Nearly all of Will Ferrell’s characters seem possessed by a sort of indefinable mania. Sometimes it’s is hidden beneath a fairly normal veneer (“Old School”, “The Other Guys”), and other times it is not (“Step Brothers”). In Jon Favreau’s charming yuletide yarn “Elf,” Ferrell dials down the vulgarity and aggression that his dunderheaded comic characters often exudes and turns in one of his most earnest, poignant performances to date. The film isn’t exactly substantial —even at its best, it’s light as a cream puff— but as an example of its genre, it’s got heart and laughs to spare. The plot of the film involves Ferrell as one of Santa’s elves who grows up and travels to New Yawk to find his biological father (who turns out to be James Caan) and his apparently never-ending quest to spread Christmas cheer, even where it is clearly not wanted. The film reflects Buddy’s restlessly optimistic tone, making it a decidedly old-fashioned and satisfying holiday entertainment (the stop-motion animation that’s heavily present early in the film fondly recalls Rankin Bass’s animated special “Rudolph the Red-Nosed Reindeer”). A winning mix of traditional holiday farce and a typically irreverent Ferrell vehicle (check pre-“Game of Thrones” Peter Dinklage’s cameo as an explosive, insecure writer of children’s books) “Elf” holds up probably better than it should —it’s just the right mix of old and new and features one of Ferrell’s most heartrending turns.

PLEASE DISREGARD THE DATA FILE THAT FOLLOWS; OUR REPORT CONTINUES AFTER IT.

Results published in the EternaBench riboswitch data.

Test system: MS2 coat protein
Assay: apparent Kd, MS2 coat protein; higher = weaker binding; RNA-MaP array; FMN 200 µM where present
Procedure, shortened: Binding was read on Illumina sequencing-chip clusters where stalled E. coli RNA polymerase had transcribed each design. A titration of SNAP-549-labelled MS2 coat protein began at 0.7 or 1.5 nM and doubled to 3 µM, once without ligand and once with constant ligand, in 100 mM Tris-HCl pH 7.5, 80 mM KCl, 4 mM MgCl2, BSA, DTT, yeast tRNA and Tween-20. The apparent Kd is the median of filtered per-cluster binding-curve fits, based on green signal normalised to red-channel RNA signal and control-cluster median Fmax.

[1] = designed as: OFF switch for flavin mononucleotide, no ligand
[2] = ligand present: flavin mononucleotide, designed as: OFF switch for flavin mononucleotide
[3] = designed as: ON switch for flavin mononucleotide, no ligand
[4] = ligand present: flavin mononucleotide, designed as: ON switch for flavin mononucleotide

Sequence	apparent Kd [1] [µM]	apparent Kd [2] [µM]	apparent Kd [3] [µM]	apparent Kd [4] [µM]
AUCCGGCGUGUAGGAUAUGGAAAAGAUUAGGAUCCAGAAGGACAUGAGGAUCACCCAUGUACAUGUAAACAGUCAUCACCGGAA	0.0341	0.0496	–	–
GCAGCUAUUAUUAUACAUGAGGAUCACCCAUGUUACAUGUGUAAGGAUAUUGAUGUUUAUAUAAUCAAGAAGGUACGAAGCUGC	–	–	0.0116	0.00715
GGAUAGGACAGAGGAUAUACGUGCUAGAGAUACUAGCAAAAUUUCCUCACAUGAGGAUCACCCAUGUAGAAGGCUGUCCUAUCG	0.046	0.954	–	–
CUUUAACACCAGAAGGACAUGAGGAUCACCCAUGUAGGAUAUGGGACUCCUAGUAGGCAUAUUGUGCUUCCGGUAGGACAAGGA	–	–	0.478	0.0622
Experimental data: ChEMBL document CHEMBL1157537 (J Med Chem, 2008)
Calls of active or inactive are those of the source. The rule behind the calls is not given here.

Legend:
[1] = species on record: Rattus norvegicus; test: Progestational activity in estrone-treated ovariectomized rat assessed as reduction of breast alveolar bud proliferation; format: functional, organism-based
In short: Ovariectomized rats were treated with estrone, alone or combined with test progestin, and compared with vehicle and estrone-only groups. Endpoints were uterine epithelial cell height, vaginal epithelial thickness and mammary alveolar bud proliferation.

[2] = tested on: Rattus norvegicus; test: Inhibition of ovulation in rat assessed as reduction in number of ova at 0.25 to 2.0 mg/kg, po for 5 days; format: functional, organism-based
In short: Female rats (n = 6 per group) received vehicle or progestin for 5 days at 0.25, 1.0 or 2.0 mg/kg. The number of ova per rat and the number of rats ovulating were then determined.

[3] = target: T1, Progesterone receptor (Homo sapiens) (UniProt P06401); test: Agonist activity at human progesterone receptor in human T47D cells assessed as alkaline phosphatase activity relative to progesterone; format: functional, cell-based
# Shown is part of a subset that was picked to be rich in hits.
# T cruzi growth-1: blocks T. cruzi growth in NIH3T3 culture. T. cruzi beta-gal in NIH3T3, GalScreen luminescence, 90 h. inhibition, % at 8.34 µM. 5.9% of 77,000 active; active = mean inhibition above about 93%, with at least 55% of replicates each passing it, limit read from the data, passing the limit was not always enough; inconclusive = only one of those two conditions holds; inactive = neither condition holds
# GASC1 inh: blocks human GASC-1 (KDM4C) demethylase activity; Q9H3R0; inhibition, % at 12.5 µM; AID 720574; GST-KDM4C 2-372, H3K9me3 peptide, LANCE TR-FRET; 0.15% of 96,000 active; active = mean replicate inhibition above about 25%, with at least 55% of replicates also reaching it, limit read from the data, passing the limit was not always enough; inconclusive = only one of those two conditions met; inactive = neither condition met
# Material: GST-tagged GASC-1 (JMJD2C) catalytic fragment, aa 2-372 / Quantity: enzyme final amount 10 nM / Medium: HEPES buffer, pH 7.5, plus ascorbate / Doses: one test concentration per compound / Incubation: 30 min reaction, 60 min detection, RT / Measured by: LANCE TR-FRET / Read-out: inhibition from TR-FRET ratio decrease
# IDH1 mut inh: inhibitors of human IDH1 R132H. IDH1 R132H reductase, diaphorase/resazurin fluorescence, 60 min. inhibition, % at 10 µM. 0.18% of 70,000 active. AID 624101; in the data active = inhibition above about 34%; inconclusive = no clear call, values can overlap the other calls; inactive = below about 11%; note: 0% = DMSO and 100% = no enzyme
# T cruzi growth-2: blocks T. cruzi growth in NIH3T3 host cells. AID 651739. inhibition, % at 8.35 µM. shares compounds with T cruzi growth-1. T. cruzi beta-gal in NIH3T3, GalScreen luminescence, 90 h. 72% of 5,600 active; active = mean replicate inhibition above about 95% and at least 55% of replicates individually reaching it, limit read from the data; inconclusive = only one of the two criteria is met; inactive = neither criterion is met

This season will see “Krampus” try to capture a mix of horror, comedy and festive spirit that’s really only been pulled off once, via Joe Dante’s glorious “Gremlins.” Like “Die Hard,” released in the summer but set at Christmas, it’s a gorgeously and subversively funny, splattery monster movie with a big heart, but aside from its snowy setting, its greatest contribution to the Christmas canon might be Phoebe Cates’ dry, darkly hilarious monologue. “The worst thing that ever happened to me was on Christmas. Oh, God. It was so horrible. It was Christmas Eve. I was 9 years old. Me and Mom were decorating the tree, waiting for Dad to come home from work. A couple hours went by. Dad wasn’t home. So Mom called the office. No answer. Christmas Day came and went, and still nothing. So the police began a search. Four or five days went by. Neither one of us could eat or sleep. Everything was falling apart. It was snowing outside. The house was freezing, so I went to try to light up the fire. That’s when I noticed the smell. The firemen came and broke through the chimney top. And me and Mom were expecting them to pull out a dead cat or a bird. And instead they pulled out my father. He was dressed in a Santa Claus suit. He’d been climbing down the chimney… his arms loaded with presents. He was gonna surprise us. He slipped and broke his neck. He died instantly. And that’s how I found out there was no Santa Claus.”
“Home Alone” (1990)